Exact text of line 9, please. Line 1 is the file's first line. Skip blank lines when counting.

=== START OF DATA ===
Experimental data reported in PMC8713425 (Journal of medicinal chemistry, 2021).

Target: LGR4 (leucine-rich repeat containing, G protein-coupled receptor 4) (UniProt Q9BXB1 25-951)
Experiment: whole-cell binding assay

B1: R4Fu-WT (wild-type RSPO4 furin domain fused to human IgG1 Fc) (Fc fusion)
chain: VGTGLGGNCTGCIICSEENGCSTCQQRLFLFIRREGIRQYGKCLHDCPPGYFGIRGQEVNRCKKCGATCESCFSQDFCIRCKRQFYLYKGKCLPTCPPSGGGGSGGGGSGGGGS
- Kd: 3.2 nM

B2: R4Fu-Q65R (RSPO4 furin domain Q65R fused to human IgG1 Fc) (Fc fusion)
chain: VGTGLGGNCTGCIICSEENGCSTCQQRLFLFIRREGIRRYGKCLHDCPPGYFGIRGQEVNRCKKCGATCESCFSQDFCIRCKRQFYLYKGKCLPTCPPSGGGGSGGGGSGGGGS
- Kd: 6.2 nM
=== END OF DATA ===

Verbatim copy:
- Kd: 6.2 nM